Debt Structure Risk: Midrange (senior lien) / Midrange (junior lien).
Back-Loaded, Long-Dated Debt: All debt amortizes at a fixed rate but is significantly back-ended. The 2013 restructuring extended debt maturity 13 years, stabilizing the financial profile. With this current refunding, the debt service profile grows at a lower 3.6% compound annual growth rate (CAGR) from fiscal 2015 to maximum annual debt service (MADS) of $226.7 million in fiscal 2039 (down from a 3.9% CAGR at $243.4 million). The agency has fully funded debt service reserves and an additional reserve mechanism that provides some mitigation against the escalating debt service profile. There are no cross default or acceleration provisions between the senior and junior liens, which protects the senior debt.
Metrics: F/ETCA is dependent on continued toll rate increases and traffic and revenue growth throughout the life of the debt to maintain coverage levels at or above 1.30x. In fiscal 2013, the debt service coverage ratio (DSCR) was 1.17x ignoring the effect of the escrow defeasance fund. Fiscal 2014 DSCR, reflecting the 2013 restructuring, was 2.14x for all obligations. The Fitch base case minimum combined DSCR is 1.23x in fiscal 2015, averaging 1.48x through 2053, in line with Fitch's stand-alone toll road criteria. High debt levels and low liquidity keep total leverage high at 17.5x.
Peers: F/ETCA's closest peers in the standalone / small network toll roads portfolio with senior debt rated in the low BBB-category include San Joaquin Transportation Corridor Agency (SJTCA) and E-470 Public Highway Authority, both of which face initially high leverage and some dependence on revenue growth to ensure debt is fully serviced.
Negative: Weaker traffic growth than projected over a sustained period;
Negative: Toll rate increases that are materially below inflation for a sustained period;
Negative: A decision to increase leverage or reduce liquidity to support any extension projects without commensurate financial mitigants;
Positive: Sustained performance above Fitch's base case, with a resulting improvement in the Fitch calculated DSCR of 1.3x or higher on a combined basis, could result in positive rating action.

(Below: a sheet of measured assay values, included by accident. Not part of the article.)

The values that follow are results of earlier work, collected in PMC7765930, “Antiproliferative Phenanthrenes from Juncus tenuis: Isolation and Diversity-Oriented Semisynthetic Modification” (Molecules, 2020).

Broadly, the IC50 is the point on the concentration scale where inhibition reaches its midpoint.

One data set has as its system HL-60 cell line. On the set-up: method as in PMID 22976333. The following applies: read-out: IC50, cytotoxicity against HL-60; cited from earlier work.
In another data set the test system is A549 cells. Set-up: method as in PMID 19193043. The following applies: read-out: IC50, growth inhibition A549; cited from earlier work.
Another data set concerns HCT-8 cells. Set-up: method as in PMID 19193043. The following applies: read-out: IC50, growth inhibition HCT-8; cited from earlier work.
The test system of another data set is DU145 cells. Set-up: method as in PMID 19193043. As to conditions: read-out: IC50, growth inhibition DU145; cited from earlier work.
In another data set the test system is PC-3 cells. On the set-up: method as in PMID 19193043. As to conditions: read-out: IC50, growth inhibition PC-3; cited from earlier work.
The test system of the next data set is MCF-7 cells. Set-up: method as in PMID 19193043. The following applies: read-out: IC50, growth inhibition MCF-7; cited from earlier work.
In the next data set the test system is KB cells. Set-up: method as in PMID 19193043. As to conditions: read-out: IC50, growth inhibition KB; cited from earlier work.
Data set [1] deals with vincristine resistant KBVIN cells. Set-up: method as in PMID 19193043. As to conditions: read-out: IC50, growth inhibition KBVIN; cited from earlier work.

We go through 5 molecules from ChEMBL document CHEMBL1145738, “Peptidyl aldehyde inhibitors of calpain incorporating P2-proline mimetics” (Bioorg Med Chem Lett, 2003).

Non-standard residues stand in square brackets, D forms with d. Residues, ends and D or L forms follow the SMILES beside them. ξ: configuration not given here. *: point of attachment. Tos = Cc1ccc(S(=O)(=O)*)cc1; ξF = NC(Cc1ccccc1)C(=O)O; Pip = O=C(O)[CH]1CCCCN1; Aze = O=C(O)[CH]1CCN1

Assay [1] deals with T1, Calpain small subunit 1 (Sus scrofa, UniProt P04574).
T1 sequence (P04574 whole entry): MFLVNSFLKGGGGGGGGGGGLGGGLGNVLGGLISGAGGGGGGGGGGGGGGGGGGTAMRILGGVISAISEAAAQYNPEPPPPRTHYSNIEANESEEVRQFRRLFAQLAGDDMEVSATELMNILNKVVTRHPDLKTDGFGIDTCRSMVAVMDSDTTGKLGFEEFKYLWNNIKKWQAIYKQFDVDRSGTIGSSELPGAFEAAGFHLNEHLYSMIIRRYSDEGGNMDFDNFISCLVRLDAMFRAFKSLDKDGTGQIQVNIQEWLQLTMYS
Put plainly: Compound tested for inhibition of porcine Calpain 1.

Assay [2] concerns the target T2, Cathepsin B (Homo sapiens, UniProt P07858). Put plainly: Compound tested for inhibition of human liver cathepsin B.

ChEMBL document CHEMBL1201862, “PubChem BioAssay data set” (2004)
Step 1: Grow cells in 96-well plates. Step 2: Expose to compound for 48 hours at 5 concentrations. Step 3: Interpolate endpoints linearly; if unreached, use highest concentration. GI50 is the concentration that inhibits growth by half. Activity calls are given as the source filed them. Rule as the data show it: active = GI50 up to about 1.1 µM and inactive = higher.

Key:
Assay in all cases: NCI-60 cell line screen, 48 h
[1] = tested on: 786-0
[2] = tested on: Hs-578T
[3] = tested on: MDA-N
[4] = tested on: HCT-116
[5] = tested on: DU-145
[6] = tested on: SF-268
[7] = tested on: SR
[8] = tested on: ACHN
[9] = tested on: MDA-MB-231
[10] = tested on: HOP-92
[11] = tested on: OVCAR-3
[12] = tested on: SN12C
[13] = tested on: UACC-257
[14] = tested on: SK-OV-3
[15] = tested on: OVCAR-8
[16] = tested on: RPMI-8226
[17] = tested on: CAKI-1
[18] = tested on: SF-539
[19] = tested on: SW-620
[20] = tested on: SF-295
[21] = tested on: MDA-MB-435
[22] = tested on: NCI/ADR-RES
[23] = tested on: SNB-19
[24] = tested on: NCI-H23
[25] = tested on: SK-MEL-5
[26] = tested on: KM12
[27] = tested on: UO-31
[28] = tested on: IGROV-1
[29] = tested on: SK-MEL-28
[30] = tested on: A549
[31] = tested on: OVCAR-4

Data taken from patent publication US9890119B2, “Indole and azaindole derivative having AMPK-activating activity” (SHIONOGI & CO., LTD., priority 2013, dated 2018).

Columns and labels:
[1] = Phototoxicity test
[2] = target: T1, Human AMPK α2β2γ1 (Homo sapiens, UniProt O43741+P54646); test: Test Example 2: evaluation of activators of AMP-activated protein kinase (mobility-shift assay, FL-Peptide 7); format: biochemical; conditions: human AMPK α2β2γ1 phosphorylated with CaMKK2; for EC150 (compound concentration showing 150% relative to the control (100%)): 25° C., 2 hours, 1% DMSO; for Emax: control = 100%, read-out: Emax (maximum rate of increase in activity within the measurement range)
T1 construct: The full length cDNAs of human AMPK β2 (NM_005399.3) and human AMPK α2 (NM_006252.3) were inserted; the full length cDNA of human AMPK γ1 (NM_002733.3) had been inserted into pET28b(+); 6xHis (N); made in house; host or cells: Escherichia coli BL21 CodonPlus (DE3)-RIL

The series 2015A bonds are expected to refund all of the outstanding series 1995 bonds and eliminate the 1995 Indenture. The sum of the CABs ($74.8 million) and the liquidated 1995 capitalized interest account will redeem the bonds in full and generate nearly $20 million in present value savings. The series 2015A bonds will be issued on parity with the outstanding series 2013 senior bonds. The refunding will also reflect the termination of the mitigation loan agreement with the F/ETCA's sister agency, SJHTCA, finalized in October 2014.
Traffic on F/ETC has fluctuated with the economy and has reacted to a series of toll rate increases. Fiscal 2014 traffic of 56.6 million is 16% below the peak reached in fiscal 2007 of 67.6 million. However, the effect of the recent traffic declines alongside toll increases has increased toll revenues. The agency has increased toll rates seven times since fiscal 2007 including the most recent increase in fiscal 2015 (July 2014). For the first six months of fiscal 2015 (through December), traffic is up 0.6%, as expected given conversion to all-electronic tolling in May 2014, and revenues are up 3% reflecting the increased tolls. Revenue has grown a combined 11% in fiscal years 2013 and 2014 to a new peak of $119.4 million in fiscal 2014, and toll revenues are over 12% higher than the peak last reached in fiscal 2007.